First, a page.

What if the Chicago Bulls had kept intact the core that in 2007 notched the organization’s first playoff series victory since 1998?
That’s a question former Bulls and current Detroit Pistons guard Ben Gordon admittedly still has on his mind. The 28-year-old – who spent his first five NBA seasons in Chicago and led the team in scoring in his final four, including two campaigns of 20-plus points per game – believes the Bulls team that swept the Miami Heat in the first round and suffered a six-game defeat in the semifinals to the Pistons in 2007 had more upside and was on the path to compete for championships, like the current squad.
“I felt we were on the way,” Gordon told reporters after his team’s shootaround on Friday morning at the United Center, where the Bulls earned a grind-out 83-71 win over the Pistons later in the day. “I felt like we had that young team, with guys like Kirk [Hinrich], Luol [Deng] and Chris Duhon. We were a young team and I felt like we were on our way. But you know just how the NBA is, teams get broken up and a couple players get shifted.”
Gordon also admitted his best seasons came in Chicago, which statistics would clearly support, but he hasn’t expressed much regret for rejecting the Bulls’ contract offer in the 2009 offseason. Instead, the 6-foot-3 sharpshooter inked a five-year, $55-60 million deal with the Pistons that summer, and over the last three seasons he has regressed and has not had a campaign in which he averaged more than 13.8 points. This season, he’s putting up 12.3 points on 43 percent shooting.
Although Gordon said the pre-Derrick Rose Bulls had a chance to reach the next level, it is important to note that the front office stuck with the team’s core, yet the 2007-08 squad, fresh off the franchise’s longest playoff run in nearly a decade, compiled a disappointing 33-49 record, a season after going 49-33. In that season, the Bulls dealt with injury issues and off-court distractions, such as trade rumors and the uncertain contract statuses of Gordon and Deng, and that ultimately led to the firing of Scott Skiles. So, technically, that group was indeed given the chance they obviously deserved after getting the Bulls back on the map.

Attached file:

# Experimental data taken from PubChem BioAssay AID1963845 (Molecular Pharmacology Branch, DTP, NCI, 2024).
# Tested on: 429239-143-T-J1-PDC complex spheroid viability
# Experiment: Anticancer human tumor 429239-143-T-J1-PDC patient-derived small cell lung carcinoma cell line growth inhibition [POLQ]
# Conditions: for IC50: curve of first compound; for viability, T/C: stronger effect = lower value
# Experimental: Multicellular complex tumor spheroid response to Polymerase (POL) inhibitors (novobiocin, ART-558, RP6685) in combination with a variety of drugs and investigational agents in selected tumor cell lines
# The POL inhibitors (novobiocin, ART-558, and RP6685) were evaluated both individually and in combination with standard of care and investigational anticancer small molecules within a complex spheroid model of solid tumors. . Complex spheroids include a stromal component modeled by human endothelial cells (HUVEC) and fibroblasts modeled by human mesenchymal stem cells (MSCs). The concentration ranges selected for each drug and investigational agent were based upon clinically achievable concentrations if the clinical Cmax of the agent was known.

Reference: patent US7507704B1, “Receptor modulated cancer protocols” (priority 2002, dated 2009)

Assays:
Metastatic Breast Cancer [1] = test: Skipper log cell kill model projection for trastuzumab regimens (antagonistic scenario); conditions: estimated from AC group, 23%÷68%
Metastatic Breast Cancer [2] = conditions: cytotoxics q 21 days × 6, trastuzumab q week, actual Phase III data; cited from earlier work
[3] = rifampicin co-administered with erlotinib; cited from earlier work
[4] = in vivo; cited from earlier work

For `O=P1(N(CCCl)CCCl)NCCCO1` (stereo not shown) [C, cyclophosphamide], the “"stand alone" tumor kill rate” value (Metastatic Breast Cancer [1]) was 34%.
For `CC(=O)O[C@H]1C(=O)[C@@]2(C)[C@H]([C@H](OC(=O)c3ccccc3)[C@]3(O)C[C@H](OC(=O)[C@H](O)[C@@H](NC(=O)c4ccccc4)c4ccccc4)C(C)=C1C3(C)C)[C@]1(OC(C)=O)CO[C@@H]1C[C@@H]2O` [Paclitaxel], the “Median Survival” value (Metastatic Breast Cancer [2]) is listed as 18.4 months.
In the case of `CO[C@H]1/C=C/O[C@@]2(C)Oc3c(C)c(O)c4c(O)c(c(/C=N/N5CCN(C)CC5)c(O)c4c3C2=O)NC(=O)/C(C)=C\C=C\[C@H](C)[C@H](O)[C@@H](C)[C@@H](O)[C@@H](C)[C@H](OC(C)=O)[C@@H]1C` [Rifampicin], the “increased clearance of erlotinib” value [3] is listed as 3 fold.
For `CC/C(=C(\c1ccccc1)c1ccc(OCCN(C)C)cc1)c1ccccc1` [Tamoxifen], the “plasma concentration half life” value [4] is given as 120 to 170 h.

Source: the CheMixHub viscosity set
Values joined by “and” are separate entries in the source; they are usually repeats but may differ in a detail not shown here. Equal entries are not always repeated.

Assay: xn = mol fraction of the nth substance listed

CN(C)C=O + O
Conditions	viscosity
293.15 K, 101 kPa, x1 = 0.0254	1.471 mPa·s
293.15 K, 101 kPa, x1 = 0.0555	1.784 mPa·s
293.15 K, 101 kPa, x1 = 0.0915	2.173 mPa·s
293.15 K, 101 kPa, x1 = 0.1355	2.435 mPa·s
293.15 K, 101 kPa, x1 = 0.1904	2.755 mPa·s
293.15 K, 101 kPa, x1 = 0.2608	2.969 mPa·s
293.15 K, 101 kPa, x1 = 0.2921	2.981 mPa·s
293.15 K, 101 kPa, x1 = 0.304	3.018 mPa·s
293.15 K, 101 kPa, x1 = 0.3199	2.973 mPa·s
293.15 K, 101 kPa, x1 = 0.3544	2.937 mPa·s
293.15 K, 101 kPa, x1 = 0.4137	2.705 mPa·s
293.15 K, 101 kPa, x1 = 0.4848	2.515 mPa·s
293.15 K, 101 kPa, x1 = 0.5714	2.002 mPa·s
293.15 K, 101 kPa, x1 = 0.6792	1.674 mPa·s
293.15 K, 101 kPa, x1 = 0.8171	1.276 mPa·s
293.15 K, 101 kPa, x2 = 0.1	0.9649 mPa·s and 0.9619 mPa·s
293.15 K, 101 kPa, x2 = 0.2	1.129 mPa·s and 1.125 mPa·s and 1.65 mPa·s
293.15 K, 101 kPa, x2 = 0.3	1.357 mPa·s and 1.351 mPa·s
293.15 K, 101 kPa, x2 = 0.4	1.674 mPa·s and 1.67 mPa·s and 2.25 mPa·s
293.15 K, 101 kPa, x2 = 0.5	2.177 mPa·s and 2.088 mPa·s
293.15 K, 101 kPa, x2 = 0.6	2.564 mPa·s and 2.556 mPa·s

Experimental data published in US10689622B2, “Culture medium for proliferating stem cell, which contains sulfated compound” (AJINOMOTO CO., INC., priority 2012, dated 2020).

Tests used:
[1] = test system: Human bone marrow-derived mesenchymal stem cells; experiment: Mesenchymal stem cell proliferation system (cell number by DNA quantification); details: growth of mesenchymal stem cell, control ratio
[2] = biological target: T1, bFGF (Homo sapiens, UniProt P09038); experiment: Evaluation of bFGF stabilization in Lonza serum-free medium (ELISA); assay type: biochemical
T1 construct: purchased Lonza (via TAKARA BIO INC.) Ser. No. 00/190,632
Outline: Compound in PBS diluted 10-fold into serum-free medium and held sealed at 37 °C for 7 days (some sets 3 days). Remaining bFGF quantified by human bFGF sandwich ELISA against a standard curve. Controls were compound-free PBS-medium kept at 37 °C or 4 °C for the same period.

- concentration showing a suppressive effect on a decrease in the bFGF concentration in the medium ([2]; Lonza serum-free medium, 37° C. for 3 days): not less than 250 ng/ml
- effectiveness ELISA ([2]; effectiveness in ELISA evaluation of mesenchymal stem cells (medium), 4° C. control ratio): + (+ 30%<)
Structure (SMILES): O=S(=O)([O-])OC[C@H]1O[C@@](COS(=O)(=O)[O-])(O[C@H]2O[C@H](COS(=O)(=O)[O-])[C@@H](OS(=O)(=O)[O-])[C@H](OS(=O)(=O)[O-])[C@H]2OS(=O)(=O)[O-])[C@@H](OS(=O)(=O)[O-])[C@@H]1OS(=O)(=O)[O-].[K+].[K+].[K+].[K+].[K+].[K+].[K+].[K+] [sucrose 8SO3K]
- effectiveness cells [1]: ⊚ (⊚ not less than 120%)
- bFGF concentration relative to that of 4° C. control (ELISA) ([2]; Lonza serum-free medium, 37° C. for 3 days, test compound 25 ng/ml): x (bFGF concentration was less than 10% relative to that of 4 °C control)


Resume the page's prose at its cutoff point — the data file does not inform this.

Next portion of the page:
Still, Gordon, who played a major role on the 2008-09 team that featured Rose and clashed with the Boston Celtics in an entertaining seven-game, first-round series, cherishes the moments when he returns to Chicago and has nothing but praise for the city, although he was noncommittal about potentially coming back for good.
“It’s always fun to come back here and even just to go through shootaround and walk around the city,” he said. “[I have] a lot of good memories here, still got a lot of family here. It’s a good place; nice city.”
As for the current Bulls squad, Gordon raved about his former backcourt mate, Rose, and the job coach Tom Thibodeau has done over the past year and a half. Even though Gordon is in Detroit, he keeps close tabs on his old teammates and has noticed the Bulls have gone 14-5 without the reigning league MVP.
“He’s probably the best coach in the league,” Gordon said of Thibodeau, who after Friday’s game refuted a report that stated he was unhappy with his contract situation. “You look at what they’ve been able to do without their MVP player in Derrick, and just the consistency the ballclub has, it seems that they don’t really miss a step. He kind of has cookie-cutter guys and they just come in and perform their roles to a T and they get wins … night in and night out, regardless if someone was hurt or whatever the case may be.”
While Gordon is nearing the three-year anniversary of his lucrative long-term deal with the Pistons, he continues to have positive feelings about the Bulls and the city of Chicago. The United Center crowd didn’t get a chance to boo, or cheer, Gordon on Friday night because he sat out with a sore groin, similar to the injury that has sidelined Rose for the last nine games.
Staying determined: Thibodeau is constantly in the Bulls’ ears, preaching that the team cannot afford to “skip steps.” The Bulls know they have to maintain their game-to-game focus, even on nights when they face a lowly club like the Pistons (18-33).
But, yes, it can be hard.
“We’re playing for something big,” Bulls center Joakim Noah told reporters after Friday’s win. “You’ve got to take it game by game, keep improving. Right now we’re in a situation where you’re tired, but you can’t think like that. You’ve just got to keep it game by game, keep the right mindset. And it’s hard. But being the number one team in the NBA is tough.”
And how about Sunday afternoon’s highly anticipated, nationally televised game against the Oklahoma City Thunder, in a potential Finals preview?
“It’s a big game,” Noah said. “It’s going to be exciting. We want to play against the best. They’re a great team; we think we’re a great team. Let’s get it poppin’.”